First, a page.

I think it’s safe to say that Robert Downey Jr.’s Tony Stark is the darling of Marvel’s booming film franchise. Chris Hemsworth’s Thor may be adorable, but he’s far from suave, while Chris Evans plays Captain America pretty much straight. Downey Jr., on the other hand, brings charm and levity to the role of Iron Man. The Iron Man concept, too, strikes a bell with audiences in the way only a rocket-powered robotic suit can. 1940s super-soldiers and displaced Norse deities take note.
The films so far have shown us a great deal in the way of Stark tech: the original Iron Man film showed us Stark’s initial imperfect effort cobbled together in an insurgent prison-come-workshop. Later on, we saw the iconic red-and-yellow, and the gargantuan Iron Monger suit created from tech stolen by Stark’s partner Obadiah Stane (Jeff Bridges). Iron Man 2 continued the tradition of Tony’s incredible failure to safeguard his tech from prying hands, and we soon saw the “Mark 2” armour piloted by Don Cheadle, and the appearance of War Machine.
Now, if leads are to be followed and leaks are to be believed, I’m set to see the Space Armour make its appearance in Iron Man 3… though as I have yet to see the film, I’m still in the dark here. To keep me going (not to mention those poor Americans relegated to another day for the US release), here are the 10 coolest Iron Man Armours, from Stark’s long history of brilliant combat and poor patent protection!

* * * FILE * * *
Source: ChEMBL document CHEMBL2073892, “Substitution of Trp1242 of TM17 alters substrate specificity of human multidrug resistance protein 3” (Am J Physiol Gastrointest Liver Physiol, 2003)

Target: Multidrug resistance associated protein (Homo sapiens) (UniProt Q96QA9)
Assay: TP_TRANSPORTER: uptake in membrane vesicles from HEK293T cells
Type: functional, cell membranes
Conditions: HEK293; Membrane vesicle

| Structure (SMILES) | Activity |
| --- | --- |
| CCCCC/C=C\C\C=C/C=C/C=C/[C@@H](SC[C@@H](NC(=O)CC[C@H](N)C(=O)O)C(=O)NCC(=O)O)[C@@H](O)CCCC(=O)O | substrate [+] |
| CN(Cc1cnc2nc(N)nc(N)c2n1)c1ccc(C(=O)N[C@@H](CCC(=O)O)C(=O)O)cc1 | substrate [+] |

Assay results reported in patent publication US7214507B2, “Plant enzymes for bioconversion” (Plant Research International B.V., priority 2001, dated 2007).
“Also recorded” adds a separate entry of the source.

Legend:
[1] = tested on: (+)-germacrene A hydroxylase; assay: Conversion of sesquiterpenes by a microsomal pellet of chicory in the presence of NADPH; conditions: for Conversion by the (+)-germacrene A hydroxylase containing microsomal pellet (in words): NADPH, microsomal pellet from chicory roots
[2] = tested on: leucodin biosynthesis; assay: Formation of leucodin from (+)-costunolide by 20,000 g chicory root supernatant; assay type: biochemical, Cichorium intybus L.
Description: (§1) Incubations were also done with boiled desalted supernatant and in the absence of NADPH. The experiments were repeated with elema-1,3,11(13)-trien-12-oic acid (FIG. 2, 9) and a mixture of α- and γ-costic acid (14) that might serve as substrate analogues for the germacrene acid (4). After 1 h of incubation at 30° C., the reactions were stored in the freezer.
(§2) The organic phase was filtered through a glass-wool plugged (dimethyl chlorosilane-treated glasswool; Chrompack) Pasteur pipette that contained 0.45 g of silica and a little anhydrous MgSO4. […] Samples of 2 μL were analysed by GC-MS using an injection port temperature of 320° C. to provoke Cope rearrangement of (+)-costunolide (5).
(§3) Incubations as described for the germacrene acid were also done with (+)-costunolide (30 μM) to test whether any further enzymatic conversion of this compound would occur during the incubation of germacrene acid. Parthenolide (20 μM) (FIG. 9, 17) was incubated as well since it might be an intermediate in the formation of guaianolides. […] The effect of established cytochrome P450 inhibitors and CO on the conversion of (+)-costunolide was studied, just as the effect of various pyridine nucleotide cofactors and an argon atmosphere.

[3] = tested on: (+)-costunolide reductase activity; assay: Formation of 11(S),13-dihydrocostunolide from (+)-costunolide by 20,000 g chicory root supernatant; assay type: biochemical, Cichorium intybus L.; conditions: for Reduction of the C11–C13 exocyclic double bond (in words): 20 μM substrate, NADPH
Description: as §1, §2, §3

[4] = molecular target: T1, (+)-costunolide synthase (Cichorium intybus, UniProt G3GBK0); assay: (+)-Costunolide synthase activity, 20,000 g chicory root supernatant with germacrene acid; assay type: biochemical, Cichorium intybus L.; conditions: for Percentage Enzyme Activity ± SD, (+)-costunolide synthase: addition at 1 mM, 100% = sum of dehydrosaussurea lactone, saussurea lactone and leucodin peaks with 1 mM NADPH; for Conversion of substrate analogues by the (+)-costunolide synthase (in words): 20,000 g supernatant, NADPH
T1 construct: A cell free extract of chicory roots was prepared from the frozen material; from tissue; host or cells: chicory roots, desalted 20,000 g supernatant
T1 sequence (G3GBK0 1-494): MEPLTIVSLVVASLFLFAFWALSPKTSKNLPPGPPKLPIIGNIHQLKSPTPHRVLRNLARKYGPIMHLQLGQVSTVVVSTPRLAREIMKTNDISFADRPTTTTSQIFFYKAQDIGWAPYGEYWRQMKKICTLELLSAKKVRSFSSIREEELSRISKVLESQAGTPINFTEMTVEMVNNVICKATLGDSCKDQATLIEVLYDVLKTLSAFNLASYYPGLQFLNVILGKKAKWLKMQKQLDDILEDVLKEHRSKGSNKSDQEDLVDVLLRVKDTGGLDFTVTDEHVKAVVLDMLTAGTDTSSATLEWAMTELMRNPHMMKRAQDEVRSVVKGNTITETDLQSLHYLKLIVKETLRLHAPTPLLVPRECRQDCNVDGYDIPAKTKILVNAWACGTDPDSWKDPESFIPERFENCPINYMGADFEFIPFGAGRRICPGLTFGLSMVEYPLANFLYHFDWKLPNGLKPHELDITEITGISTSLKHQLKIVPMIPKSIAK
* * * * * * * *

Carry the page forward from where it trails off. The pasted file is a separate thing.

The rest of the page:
10. Neuromimetic Telepresence Armour
In truth, I’m kicking off this list with a bit of a cheat; Tony Stark does not wear the Neuromimetic Telepresence Armour, though on occasion, he’s fooled his opponents into believing that he’s inside (a trick I seem to remember him pulling on Magneto and others during the Avengers VS X-Men storyline). The suit is remote-controlled by head-set, with Tony safely hidden away!
It seems a remarkably logical solution to a remarkably obvious problem, when you come to think of it. Stark puts himself in immense danger, vulnerable to EMP or any number of unforeseeable attacks, often hundreds of feet in the air. Even more so than with Batman, it’s incredible that Stark still lives. “Telepresence”, or “remote control” for those of us without Stark’s Masters in Physics, seems a simple and elegant solution: if he is able to be fully, interactively in control of the “armour”, doesn’t a robot convey all the benefits of a robotic suit without any real drawbacks?
In truth, of course, the drawback relates to storytelling; a heroic Tony Stark risking his life to save the innocent is far more thrilling to watch than a Tony Stark at a safe distance, controlling a disposable robot.